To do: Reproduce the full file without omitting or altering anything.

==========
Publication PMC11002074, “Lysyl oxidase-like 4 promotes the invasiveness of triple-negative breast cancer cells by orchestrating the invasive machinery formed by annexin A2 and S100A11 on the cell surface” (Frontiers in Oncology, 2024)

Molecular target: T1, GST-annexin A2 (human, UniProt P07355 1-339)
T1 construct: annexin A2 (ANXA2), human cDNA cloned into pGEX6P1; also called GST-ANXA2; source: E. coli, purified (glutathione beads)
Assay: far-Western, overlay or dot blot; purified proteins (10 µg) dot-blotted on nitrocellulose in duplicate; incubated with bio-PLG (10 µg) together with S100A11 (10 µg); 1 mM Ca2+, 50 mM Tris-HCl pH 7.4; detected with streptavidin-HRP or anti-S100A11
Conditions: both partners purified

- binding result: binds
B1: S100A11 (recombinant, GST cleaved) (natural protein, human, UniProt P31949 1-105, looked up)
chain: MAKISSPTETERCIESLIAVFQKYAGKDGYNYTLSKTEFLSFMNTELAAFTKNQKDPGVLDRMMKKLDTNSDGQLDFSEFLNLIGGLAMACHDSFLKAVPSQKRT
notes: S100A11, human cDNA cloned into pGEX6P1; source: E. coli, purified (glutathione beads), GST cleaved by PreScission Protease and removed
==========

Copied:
Publication PMC11002074, “Lysyl oxidase-like 4 promotes the invasiveness of triple-negative breast cancer cells by orchestrating the invasive machinery formed by annexin A2 and S100A11 on the cell surface” (Frontiers in Oncology, 2024)

Molecular target: T1, GST-annexin A2 (human, UniProt P07355 1-339)
T1 construct: annexin A2 (ANXA2), human cDNA cloned into pGEX6P1; also called GST-ANXA2; source: E. coli, purified (glutathione beads)
Assay: far-Western, overlay or dot blot; purified proteins (10 µg) dot-blotted on nitrocellulose in duplicate; incubated with bio-PLG (10 µg) together with S100A11 (10 µg); 1 mM Ca2+, 50 mM Tris-HCl pH 7.4; detected with streptavidin-HRP or anti-S100A11
Conditions: both partners purified

- binding result: binds
B1: S100A11 (recombinant, GST cleaved) (natural protein, human, UniProt P31949 1-105, looked up)
chain: MAKISSPTETERCIESLIAVFQKYAGKDGYNYTLSKTEFLSFMNTELAAFTKNQKDPGVLDRMMKKLDTNSDGQLDFSEFLNLIGGLAMACHDSFLKAVPSQKRT
notes: S100A11, human cDNA cloned into pGEX6P1; source: E. coli, purified (glutathione beads), GST cleaved by PreScission Protease and removed